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Coping With Coronavirus 6. Feed the Animals!



Sadly, many of the victims of Coronavirus will be the pets.

A lot of people have large energetic dogs that need plenty of food and exercise. Animal food in supermarkets is already in short supply as people grab everything off the shelves, so Charities are going to be inundated with unwanted pets over the next few months.

If you genuinely can’t afford to keep your animals any more, either because you can’t feed them or because you can’t get out to exercise them, don’t just dump them on your local Charities who will be bursting at the seams and struggling to survive!

Call to make an appointment and ask them what you can contribute to help them. Take any food with you, not just pet food, but maybe a couple of tins of beans for the volunteers’s lunch. And blankets, duvets, newspaper etc are always needed. And of course, financial donations are desperately needed.images

Just think, if they all get desperate and too overloaded to survive, they will be forced to put some of the animals to sleep.

We adopted (or we were adopted by them!) two dogs and a cat when we lived in Spain. They were a wonderful part of our family.

There weren’t any shops selling tins of pet food where we lived, in fact they didn’t sell many tins at all.

Our animals ate what we ate, and loved it. Their favourites were spaghetti Bolognese and paella or rice dishes. They loved a Sunday roast. We’d chop it all up and mix it with gravy.

Don’t give your pets any chicken bones as they can stick in their throats, and of course, no chilli or curry.

If you have a meat bone, boil it first to get the flavour out, then you can mix vegetables into the liquid. And the dog can chew the bone.

See Coping With Coronavirus 1 for using up your chicken.

Coping With Coronavirus. 1. Empty Supermarkets.

Cook soups until all the liquid is absorbed, and you can mix in broken-up bread to pad it out. The bread will have all the flavour of the food.

When you boil vegetables, don’t drain them. Save the liquid, for a soup for you, or for your animals, or both.

The liquid will be full of vitamins. And of course, you can freeze it.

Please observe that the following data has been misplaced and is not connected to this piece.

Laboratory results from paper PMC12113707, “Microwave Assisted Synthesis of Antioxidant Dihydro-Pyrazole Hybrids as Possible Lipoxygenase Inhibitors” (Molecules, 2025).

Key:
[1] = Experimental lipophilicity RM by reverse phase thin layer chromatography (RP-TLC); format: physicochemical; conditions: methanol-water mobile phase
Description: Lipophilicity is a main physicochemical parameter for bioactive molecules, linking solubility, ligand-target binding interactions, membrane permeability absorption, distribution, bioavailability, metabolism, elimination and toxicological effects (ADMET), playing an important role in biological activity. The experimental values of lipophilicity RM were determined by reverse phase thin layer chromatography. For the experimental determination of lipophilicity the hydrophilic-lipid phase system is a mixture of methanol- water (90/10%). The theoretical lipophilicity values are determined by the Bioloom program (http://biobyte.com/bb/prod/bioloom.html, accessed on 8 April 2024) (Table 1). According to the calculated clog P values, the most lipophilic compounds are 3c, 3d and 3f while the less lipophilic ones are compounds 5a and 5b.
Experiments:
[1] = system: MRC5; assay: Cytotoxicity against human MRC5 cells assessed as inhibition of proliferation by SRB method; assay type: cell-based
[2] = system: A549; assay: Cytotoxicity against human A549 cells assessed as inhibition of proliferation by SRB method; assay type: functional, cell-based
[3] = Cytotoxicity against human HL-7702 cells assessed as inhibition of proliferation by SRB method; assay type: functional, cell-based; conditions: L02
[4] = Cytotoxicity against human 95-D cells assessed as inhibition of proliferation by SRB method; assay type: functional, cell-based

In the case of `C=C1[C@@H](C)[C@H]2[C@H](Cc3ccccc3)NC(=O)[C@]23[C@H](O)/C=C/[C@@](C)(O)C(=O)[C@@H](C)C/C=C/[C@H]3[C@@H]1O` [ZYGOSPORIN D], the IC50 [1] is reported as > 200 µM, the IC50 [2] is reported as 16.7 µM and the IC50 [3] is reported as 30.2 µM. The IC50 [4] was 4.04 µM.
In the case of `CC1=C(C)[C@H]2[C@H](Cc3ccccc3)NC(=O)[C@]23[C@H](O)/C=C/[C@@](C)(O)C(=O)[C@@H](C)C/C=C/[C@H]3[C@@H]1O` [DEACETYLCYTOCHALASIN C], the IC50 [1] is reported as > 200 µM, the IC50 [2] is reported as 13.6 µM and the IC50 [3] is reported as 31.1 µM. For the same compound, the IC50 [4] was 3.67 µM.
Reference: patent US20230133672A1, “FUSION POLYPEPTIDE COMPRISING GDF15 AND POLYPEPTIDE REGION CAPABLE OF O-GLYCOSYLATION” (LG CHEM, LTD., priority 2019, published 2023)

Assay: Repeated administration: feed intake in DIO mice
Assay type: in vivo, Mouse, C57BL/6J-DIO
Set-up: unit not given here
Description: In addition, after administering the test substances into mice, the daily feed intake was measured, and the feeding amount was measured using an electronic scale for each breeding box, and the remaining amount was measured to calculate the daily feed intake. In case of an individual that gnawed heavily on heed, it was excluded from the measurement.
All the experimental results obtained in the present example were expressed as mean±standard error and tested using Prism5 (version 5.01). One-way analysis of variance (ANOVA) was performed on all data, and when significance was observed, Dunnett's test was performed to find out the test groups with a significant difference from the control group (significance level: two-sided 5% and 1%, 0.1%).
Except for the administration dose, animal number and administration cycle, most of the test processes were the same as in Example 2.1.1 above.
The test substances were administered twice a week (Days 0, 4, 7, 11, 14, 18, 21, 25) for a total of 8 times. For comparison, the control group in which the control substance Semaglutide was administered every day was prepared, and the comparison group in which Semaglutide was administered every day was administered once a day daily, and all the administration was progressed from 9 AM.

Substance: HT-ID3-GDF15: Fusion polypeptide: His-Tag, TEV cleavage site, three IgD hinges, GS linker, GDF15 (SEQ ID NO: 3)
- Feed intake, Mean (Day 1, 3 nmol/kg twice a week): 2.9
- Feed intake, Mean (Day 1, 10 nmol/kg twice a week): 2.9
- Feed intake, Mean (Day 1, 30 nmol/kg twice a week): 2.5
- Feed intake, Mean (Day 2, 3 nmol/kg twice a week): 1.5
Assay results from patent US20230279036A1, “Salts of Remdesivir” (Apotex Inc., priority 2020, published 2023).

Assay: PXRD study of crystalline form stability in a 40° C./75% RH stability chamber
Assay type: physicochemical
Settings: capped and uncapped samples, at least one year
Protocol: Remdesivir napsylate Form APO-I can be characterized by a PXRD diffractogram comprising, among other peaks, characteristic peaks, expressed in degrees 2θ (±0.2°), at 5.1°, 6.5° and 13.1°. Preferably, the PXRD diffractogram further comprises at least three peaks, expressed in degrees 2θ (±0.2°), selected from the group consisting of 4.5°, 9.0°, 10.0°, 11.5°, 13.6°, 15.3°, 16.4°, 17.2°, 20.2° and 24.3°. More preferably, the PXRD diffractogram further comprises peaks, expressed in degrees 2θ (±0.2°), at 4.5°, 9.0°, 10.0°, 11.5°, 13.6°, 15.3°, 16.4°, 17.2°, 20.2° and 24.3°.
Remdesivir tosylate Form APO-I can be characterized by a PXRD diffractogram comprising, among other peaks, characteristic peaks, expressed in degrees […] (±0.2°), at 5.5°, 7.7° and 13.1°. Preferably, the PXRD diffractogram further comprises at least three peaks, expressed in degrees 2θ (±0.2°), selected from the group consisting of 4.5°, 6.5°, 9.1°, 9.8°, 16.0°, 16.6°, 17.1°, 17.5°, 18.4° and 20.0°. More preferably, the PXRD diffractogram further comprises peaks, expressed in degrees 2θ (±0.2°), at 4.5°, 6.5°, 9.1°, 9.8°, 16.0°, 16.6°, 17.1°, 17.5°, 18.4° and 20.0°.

Here are a couple of recipes for dog biscuits.

Home-Made Dog Treats

  • Serves: 18
  • 250g (9 oz) wholemeal flour
  • 1 tablespoon baking powder
  • 275g (10 oz) unsalted natural peanut butter
  • 225ml (8 fl oz) skimmed milk

Prep:15min  ›  Cook:20min  ›  Ready in:35min

  1. Preheat the oven to 190 C / Gas mark 5. Grease baking trays. Stir together the flour and baking powder; set aside.
  2. In a medium bowl, mix together the peanut butter and milk. Stir in the flour mixture until well blended. Turn out dough onto a lightly floured surface and knead until smooth. Roll out to 1cm thickness and cut into shapes using biscuit cutters. Place 2cm apart onto the prepared baking trays.
  3. Bake for 20 minutes in the preheated oven, or until lightly brown. Remove from baking trays to cool on wire racks.

Dog Biscuits.



  • 300gPlain wholemeal flour (substitute for oats if your dog is sensitive to wheat)
  • 1 tspSalt
  • 1Egg(s) (free range)
  • 1Stock (beef, Chicken or fish stock cube. Customise to your dog’s taste)
  • 150mlWater (hot)


  1. Preheat oven to 170 °C (150 °C for Fan Assisted Oven)
  2. Dissolve the stock cube of your choice in hot water.
  3. Add remaining ingredients
  4. Knead dough until it forms a ball (approximately 3 minutes)
  5. Roll dough until ½ cm thick.
  6. Cut into slices or bone shapes (you can purchase a bone shaped cookie cutter to make shapes with)
  7. Place dough pieces on baking paper
  8. Bake for 25 minutes or until golden brown.

Our pets do live a pampered life, but don’t worry, they’ll be fine; in fact, they’ll probably be a lot healthier on a fresh diet!